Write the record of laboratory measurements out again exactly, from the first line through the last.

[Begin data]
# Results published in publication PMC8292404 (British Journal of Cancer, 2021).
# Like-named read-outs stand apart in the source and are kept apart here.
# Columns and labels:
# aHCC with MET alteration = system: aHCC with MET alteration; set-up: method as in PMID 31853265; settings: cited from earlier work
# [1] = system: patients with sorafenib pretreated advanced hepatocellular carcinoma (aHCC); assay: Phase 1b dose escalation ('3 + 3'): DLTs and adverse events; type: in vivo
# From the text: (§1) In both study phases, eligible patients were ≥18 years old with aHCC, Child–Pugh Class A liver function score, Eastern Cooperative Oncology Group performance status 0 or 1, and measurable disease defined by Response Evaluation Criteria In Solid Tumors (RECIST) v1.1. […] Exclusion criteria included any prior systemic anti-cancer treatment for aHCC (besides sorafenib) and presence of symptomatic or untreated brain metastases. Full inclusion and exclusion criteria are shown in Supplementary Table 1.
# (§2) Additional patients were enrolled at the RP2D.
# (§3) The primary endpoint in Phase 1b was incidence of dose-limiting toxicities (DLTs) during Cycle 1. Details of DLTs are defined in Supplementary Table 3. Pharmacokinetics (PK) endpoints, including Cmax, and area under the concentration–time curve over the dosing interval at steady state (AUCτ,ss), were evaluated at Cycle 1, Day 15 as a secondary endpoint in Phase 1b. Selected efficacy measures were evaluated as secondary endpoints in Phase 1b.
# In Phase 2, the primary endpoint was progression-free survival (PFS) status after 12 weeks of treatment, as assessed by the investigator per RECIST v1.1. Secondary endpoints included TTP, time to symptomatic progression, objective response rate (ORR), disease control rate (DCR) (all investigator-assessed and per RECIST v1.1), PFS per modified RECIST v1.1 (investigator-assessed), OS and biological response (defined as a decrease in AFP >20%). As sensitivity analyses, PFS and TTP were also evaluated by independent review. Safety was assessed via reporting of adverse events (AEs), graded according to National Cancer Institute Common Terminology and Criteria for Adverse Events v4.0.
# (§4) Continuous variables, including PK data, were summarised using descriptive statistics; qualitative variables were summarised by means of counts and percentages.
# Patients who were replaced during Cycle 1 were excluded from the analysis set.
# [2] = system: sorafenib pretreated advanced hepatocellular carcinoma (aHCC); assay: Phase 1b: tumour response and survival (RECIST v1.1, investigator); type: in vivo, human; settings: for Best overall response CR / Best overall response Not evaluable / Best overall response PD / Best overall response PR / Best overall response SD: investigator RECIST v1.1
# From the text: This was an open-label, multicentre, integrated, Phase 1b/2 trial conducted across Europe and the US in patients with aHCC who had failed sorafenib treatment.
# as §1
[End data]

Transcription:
# Results published in publication PMC8292404 (British Journal of Cancer, 2021).
# Like-named read-outs stand apart in the source and are kept apart here.
# Columns and labels:
# aHCC with MET alteration = system: aHCC with MET alteration; set-up: method as in PMID 31853265; settings: cited from earlier work
# [1] = system: patients with sorafenib pretreated advanced hepatocellular carcinoma (aHCC); assay: Phase 1b dose escalation ('3 + 3'): DLTs and adverse events; type: in vivo
# From the text: (§1) In both study phases, eligible patients were ≥18 years old with aHCC, Child–Pugh Class A liver function score, Eastern Cooperative Oncology Group performance status 0 or 1, and measurable disease defined by Response Evaluation Criteria In Solid Tumors (RECIST) v1.1. […] Exclusion criteria included any prior systemic anti-cancer treatment for aHCC (besides sorafenib) and presence of symptomatic or untreated brain metastases. Full inclusion and exclusion criteria are shown in Supplementary Table 1.
# (§2) Additional patients were enrolled at the RP2D.
# (§3) The primary endpoint in Phase 1b was incidence of dose-limiting toxicities (DLTs) during Cycle 1. Details of DLTs are defined in Supplementary Table 3. Pharmacokinetics (PK) endpoints, including Cmax, and area under the concentration–time curve over the dosing interval at steady state (AUCτ,ss), were evaluated at Cycle 1, Day 15 as a secondary endpoint in Phase 1b. Selected efficacy measures were evaluated as secondary endpoints in Phase 1b.
# In Phase 2, the primary endpoint was progression-free survival (PFS) status after 12 weeks of treatment, as assessed by the investigator per RECIST v1.1. Secondary endpoints included TTP, time to symptomatic progression, objective response rate (ORR), disease control rate (DCR) (all investigator-assessed and per RECIST v1.1), PFS per modified RECIST v1.1 (investigator-assessed), OS and biological response (defined as a decrease in AFP >20%). As sensitivity analyses, PFS and TTP were also evaluated by independent review. Safety was assessed via reporting of adverse events (AEs), graded according to National Cancer Institute Common Terminology and Criteria for Adverse Events v4.0.
# (§4) Continuous variables, including PK data, were summarised using descriptive statistics; qualitative variables were summarised by means of counts and percentages.
# Patients who were replaced during Cycle 1 were excluded from the analysis set.
# [2] = system: sorafenib pretreated advanced hepatocellular carcinoma (aHCC); assay: Phase 1b: tumour response and survival (RECIST v1.1, investigator); type: in vivo, human; settings: for Best overall response CR / Best overall response Not evaluable / Best overall response PD / Best overall response PR / Best overall response SD: investigator RECIST v1.1
# From the text: This was an open-label, multicentre, integrated, Phase 1b/2 trial conducted across Europe and the US in patients with aHCC who had failed sorafenib treatment.
# as §1